Wikimedia CEE Meeting 2019/Programme/Submissions/How to organize a bad writing contest? A practical guide to failing terribly
- Title of the submission
- Type of submission (lecture, panel, workshop, lightning talk, roundtable, poster)
- Author(s) of the submission
Natalia Szafran-Kozakowska (WMPL)
- Community Engagement
- Abstract (up to 100 words)
In WMPL we know a lot about writing contests - after all more than 4000 articles added to plwiki in 2018 were added during those activities. We know not only how to succeed in planning them but also - how to fail terribly! So if your community wants to have more contests and is interested in doing All The Wrong Things this session is for you. I will share all the bad practices and mistakes we made or avoided making giving you a perfect recipe to creating a Catastrophic Contests from your worst nightmares.
- How will this session be beneficial for the communities in the region of Central and Eastern Europe?
The audience will more about how to organize editing contests – from larger ones to small projects without any budget – so that they bring good results and avoid creating tensions in the community.
- Special requirements
- Slides or further information
If you are interested in attending this session, please sign with your username below. This will help reviewers to decide which sessions are of high interest. Sign with a hash and four tildes. (# ~~~~).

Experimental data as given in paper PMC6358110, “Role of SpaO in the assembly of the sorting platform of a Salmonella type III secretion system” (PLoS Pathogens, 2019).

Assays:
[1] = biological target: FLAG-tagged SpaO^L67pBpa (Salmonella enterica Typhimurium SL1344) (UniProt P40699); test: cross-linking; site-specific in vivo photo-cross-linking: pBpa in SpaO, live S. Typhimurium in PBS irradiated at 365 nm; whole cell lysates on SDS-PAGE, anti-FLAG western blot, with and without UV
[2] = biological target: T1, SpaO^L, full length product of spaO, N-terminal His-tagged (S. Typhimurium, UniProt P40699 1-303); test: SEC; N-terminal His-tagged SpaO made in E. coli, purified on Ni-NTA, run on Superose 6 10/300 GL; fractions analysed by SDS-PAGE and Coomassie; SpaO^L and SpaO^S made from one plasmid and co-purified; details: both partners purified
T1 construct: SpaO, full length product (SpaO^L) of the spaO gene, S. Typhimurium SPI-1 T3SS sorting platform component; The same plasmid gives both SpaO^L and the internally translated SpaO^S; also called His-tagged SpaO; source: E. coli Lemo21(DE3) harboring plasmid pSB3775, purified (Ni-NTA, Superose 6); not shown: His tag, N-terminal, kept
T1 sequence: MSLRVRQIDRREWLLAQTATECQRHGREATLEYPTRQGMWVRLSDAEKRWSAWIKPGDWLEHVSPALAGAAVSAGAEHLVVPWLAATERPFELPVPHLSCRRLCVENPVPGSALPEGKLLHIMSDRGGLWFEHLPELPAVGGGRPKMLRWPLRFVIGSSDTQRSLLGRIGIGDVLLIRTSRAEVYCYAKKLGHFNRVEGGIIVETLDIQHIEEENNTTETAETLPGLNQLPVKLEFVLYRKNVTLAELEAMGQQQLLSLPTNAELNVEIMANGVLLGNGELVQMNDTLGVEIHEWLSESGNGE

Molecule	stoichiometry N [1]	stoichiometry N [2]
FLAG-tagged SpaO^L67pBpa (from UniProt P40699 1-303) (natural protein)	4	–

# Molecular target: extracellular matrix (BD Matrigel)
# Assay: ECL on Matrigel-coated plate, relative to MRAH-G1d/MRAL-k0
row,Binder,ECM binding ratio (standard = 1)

- The first rule of a bad contest? Do not talk about the contest!
- Try to keep the contest secret as long as you can!
- Confusing scoring system - the more complicated, the better. For example, take 2 different activities and give them the same amount of points.
- Don't ask yourself how will you track the results? Don't think about that before the contest.
- Make it a whole contest about competing, that is an important rule for a bad contest. Some of them will be demotivated, but at the same time, few of them who want to win the main prize will do their best and the results will be good. But that might cause a conflict.
- If you want people to be angry at each other, make everything about competing.
- And one surprising idea for a catastrophe are prizes. Prizes are terrible for a contest. Why? Because of the overjustification effect. People who have external motives for doing something lose their internal motivation.
- If we start rewarding something they have already done, they will stop doing that for fun.
- It can also encourage people to "cheat" during writing articles, for example.
- Whole content creation thing is about having fun, challenging yourself, and getting better in this that matter. People can do a lot without prizes, and if you give them prizes, the content will be good but that will be no good for the community. Not all the prizes are bad, for example, prizes that are not that expensive but personalized.
- Q1: I just want to add that it depends on what contest are you making, it is different when are you making a contest for new users or the existing one.
- I agree but the contest is not the way we attract new people.